Faces of #OKGNtech
Accelerate Okanagan - Sep 17, 2020 - Columnists

Image: Contributed

A strong community can promote new ideas and ensure accountability. It can also act as motivation, support and even provide a little friendly competition. The power of community is undeniable, and the Okanagan tech community is no exception.

Our community is strong and growing with record speed, and maintaining connections through a period of growth like this can be a challenge. Nobody panic. We’ve got a plan.

Introducing “The Faces of #OKGNtech,” a showcase of Okanagan tech entrepreneurs, partners, supporters and cheerleaders designed to fuel more connection, more growth and more excitement. Follow along on the blog and on Instagram at @OKGNtech to learn more about our growing community and what makes them awesome.

Meet Erin. Erin Athene Fisher is the managing partner of Purpose Five and CEO of Mint C.R.O. When she’s not creating gender-inclusive opportunities in tech, you’ll find Athene Fisher jamming on her bass guitar or spending time with her family.

Where do you work in the Okanagan?

I’m the managing partner at Purpose Five. We’re a team of developers who focus on gender-inclusive projects and help to support tech-minded women in their careers.

How were you first How were you first introduced to the OKGNtech community?

When I first moved to Victoria, I was broken-hearted, coming out of a divorce and a $20 million failed software company. I owe a lot to VIATEC and Rob Bennett. He invited me in to chat and, after sharing my story of massive failure, he asked me to be an entrepreneur in residence for VIATEC. From there, I started attending entrepreneur in residence summits—my first one being in Kelowna. That’s where I met a lot of Accelerate Okanagan’s entrepreneurs in residence, was introduced to the OKGNtech community and my future husband.

What made you want to start Purpose Five?

I started to come across a lot of women who were falling out of tech because it wasn’t a good environment for them. I wanted to focus on helping women when they are deep in their careers, creating a space where we could support them at a leadership level and build environments that can sustain women in the tech workplace.

How did you get into this kind of work?

I started to learn to code because I wanted to get more self-sufficient in the tech space. I found Ladies Learning Code, a Canadian-non-profit that taught women beginner-level coding skills. From there, I developed an interest in helping women pursue a career in tech. I also brought Lighthouse Labs to Victoria. They put on an eight-week boot camp and trained participants in becoming a junior developer. To round off the training, the next step was to create a junior developer accelerator that allowed those individuals to work on real projects. This was called Purpose Social. That accelerator eventually transformed into Purpose Five.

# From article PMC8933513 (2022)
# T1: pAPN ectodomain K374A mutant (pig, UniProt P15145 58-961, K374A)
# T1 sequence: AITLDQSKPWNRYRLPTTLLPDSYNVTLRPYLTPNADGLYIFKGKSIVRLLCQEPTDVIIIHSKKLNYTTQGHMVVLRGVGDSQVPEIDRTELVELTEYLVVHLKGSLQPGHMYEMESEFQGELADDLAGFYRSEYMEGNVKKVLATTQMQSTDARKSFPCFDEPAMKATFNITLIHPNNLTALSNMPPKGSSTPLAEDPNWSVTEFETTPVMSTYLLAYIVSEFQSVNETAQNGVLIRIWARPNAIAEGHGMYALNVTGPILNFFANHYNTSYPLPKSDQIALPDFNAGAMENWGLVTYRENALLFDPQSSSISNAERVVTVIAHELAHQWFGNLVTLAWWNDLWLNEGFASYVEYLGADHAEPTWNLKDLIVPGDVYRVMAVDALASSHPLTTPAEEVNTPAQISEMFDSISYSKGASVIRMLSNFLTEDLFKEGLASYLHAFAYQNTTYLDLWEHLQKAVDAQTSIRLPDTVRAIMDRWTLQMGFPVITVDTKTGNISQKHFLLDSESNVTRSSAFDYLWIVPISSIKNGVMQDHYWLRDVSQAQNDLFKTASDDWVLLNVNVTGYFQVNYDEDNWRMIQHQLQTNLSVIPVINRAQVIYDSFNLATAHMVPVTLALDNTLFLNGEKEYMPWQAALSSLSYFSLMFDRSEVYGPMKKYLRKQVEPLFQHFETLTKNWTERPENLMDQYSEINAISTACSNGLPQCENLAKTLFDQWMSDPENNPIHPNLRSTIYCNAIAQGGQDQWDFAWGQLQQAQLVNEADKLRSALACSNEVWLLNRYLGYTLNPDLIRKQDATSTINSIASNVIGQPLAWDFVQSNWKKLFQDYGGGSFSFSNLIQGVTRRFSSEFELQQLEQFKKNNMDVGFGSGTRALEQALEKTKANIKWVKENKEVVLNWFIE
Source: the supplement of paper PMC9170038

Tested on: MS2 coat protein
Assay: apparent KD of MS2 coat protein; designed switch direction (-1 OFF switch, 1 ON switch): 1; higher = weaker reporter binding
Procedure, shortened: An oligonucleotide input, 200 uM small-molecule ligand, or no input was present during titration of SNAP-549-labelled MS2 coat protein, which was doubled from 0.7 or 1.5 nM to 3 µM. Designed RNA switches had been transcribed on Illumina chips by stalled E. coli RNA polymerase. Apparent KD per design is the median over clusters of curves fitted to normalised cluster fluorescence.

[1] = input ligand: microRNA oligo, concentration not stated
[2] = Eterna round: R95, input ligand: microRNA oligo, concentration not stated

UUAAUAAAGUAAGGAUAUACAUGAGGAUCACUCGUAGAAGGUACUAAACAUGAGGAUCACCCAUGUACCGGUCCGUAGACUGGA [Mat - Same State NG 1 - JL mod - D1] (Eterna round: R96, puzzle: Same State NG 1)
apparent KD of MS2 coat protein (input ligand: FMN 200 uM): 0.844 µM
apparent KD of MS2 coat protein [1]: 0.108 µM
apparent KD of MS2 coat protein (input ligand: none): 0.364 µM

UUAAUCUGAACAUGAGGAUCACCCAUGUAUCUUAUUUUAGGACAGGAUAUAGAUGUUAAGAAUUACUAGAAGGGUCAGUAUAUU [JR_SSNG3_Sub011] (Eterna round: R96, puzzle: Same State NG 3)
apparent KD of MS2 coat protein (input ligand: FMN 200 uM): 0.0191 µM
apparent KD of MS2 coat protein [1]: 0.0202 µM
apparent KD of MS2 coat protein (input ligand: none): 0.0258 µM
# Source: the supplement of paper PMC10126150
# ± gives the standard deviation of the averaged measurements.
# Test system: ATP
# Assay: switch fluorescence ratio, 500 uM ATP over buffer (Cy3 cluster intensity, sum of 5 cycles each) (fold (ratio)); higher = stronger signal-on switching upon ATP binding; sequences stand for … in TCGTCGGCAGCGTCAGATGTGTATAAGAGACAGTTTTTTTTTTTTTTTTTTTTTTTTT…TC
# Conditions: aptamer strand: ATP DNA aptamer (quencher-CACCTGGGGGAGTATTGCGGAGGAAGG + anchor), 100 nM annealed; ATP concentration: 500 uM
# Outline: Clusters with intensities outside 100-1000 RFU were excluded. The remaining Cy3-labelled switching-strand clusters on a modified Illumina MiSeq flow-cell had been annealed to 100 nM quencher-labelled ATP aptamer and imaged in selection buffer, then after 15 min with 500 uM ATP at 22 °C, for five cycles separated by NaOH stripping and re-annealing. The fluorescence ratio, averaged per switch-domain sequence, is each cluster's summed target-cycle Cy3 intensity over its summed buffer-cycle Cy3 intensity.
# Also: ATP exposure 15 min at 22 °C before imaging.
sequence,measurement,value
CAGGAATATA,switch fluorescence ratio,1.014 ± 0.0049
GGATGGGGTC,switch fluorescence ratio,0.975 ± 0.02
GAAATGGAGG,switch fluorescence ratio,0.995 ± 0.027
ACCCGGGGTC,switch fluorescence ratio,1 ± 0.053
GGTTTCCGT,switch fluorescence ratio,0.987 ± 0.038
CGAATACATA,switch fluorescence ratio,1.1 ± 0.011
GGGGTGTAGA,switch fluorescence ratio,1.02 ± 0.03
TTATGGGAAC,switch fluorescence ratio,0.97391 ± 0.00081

What allowed you to successfully launch so many programs?

Customer discovery and market validation. The exact thing that we train our CEOs on, it’s the best of the best practices. It’s how Ladies Learning Code became the fastest-growing chapter in Canada for its first year. It started with a little booth at a VIATEC event where I could collect a list of contact information of those interested in participating in the workshop. I had lots of people sign up, but I also had people willing to donate money to put on the event.

How do you like to give back or add value to the community?

When I started Ladies Learning Code, a lot of women told me that they weren’t good with computers. By the end of one of our workshops, they would have built their own website from scratch. They couldn’t leave that event with the same mindset of not being good with computers. From Ladies Learning Code to Lighthouse Labs, Purpose Social to Purpose Five, I’ve dedicated a lot to helping women get more comfortable and confident working in tech.

What’s the best piece of advice you like to share?

If you don’t have a tight, good team, then all of your work will be for naught. Through mentoring and research into investing, I’ve learned that entrepreneurs often put a lot of emphasis on the product, the IP, the thing that they’re passionate about. That doesn’t guarantee a successful business. You can have an amazing product, do all the market research and validation, and have a product that is in demand, but if you don’t have a team that can actually be collaborative, the company will fail.

Is there something you want to be remembered for?

To me, tech is about changing lives. It’s a big deal. Technology creates the future. And who is at the wheel of creating the future has a big impact on how the future goes. I want to contribute, in some small way, to lowering anxiety girls and women have in tech. I want to shift their whole paradigm of what digital and tech is, have it be way more accessible and empowering for them.

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